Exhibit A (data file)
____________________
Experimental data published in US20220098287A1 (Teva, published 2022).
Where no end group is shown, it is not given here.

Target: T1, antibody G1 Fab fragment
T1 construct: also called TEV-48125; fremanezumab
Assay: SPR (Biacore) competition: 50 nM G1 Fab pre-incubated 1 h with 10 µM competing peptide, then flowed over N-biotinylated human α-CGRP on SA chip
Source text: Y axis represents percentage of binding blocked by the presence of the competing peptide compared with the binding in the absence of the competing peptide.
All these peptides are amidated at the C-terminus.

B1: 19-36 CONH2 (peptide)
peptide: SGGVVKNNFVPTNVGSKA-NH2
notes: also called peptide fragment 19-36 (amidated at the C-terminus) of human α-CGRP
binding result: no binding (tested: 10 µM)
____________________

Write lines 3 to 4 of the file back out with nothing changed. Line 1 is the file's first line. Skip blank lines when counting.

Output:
Target: T1, antibody G1 Fab fragment
T1 construct: also called TEV-48125; fremanezumab